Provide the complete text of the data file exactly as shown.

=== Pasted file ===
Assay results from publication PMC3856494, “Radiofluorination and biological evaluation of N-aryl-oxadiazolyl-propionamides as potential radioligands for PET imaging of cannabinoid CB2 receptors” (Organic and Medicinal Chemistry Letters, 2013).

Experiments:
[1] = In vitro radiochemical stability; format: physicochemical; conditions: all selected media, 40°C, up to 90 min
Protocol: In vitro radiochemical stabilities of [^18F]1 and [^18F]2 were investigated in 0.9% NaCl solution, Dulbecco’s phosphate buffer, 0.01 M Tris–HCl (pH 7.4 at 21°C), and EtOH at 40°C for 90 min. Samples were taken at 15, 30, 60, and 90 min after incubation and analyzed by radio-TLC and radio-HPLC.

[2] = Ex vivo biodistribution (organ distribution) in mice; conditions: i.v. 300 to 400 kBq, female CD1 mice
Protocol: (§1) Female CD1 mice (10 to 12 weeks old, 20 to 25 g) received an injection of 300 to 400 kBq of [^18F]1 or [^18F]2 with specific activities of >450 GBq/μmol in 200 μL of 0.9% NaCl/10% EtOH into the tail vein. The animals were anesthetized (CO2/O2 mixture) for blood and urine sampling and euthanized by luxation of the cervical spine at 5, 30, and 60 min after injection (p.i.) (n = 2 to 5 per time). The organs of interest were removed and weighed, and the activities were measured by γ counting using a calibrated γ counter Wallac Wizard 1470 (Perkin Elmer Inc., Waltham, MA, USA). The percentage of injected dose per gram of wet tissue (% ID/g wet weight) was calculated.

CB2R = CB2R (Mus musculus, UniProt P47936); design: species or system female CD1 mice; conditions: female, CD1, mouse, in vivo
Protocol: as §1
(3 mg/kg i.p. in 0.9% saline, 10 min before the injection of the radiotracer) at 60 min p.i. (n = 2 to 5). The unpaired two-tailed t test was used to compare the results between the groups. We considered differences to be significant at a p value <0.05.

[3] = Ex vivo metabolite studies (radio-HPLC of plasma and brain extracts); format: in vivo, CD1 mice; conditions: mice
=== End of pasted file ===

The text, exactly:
Assay results from publication PMC3856494, “Radiofluorination and biological evaluation of N-aryl-oxadiazolyl-propionamides as potential radioligands for PET imaging of cannabinoid CB2 receptors” (Organic and Medicinal Chemistry Letters, 2013).

Experiments:
[1] = In vitro radiochemical stability; format: physicochemical; conditions: all selected media, 40°C, up to 90 min
Protocol: In vitro radiochemical stabilities of [^18F]1 and [^18F]2 were investigated in 0.9% NaCl solution, Dulbecco’s phosphate buffer, 0.01 M Tris–HCl (pH 7.4 at 21°C), and EtOH at 40°C for 90 min. Samples were taken at 15, 30, 60, and 90 min after incubation and analyzed by radio-TLC and radio-HPLC.

[2] = Ex vivo biodistribution (organ distribution) in mice; conditions: i.v. 300 to 400 kBq, female CD1 mice
Protocol: (§1) Female CD1 mice (10 to 12 weeks old, 20 to 25 g) received an injection of 300 to 400 kBq of [^18F]1 or [^18F]2 with specific activities of >450 GBq/μmol in 200 μL of 0.9% NaCl/10% EtOH into the tail vein. The animals were anesthetized (CO2/O2 mixture) for blood and urine sampling and euthanized by luxation of the cervical spine at 5, 30, and 60 min after injection (p.i.) (n = 2 to 5 per time). The organs of interest were removed and weighed, and the activities were measured by γ counting using a calibrated γ counter Wallac Wizard 1470 (Perkin Elmer Inc., Waltham, MA, USA). The percentage of injected dose per gram of wet tissue (% ID/g wet weight) was calculated.

CB2R = CB2R (Mus musculus, UniProt P47936); design: species or system female CD1 mice; conditions: female, CD1, mouse, in vivo
Protocol: as §1
(3 mg/kg i.p. in 0.9% saline, 10 min before the injection of the radiotracer) at 60 min p.i. (n = 2 to 5). The unpaired two-tailed t test was used to compare the results between the groups. We considered differences to be significant at a p value <0.05.

[3] = Ex vivo metabolite studies (radio-HPLC of plasma and brain extracts); format: in vivo, CD1 mice; conditions: mice